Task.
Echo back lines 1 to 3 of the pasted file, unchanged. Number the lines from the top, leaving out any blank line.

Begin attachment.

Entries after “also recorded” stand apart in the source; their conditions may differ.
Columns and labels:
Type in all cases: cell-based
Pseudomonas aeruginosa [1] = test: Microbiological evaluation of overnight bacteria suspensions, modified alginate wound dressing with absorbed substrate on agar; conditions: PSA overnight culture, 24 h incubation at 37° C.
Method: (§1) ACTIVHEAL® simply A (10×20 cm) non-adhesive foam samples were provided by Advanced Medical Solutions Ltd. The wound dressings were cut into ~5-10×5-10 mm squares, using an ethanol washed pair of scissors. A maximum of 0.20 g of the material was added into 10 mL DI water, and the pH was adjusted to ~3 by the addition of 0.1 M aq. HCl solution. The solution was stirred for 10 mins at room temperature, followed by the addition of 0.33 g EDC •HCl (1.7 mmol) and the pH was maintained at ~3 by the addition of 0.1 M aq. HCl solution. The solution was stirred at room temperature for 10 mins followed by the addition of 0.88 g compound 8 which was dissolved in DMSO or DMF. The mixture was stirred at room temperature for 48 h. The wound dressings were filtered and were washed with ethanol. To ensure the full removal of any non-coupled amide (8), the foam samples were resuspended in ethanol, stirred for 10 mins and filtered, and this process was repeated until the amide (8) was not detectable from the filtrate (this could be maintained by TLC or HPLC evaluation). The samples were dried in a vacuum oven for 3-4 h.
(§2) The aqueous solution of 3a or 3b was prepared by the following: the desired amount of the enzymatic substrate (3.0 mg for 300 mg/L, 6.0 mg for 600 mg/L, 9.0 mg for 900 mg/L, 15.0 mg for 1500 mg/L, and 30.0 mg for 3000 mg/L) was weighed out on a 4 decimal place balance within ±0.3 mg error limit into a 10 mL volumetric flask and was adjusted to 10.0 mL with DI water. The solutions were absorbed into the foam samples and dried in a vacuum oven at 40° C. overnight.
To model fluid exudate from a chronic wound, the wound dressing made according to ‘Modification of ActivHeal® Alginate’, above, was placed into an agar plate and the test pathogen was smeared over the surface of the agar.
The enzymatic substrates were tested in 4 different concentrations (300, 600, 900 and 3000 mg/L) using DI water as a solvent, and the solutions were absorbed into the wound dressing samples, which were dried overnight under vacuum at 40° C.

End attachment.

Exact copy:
Entries after “also recorded” stand apart in the source; their conditions may differ.
Columns and labels:
Type in all cases: cell-based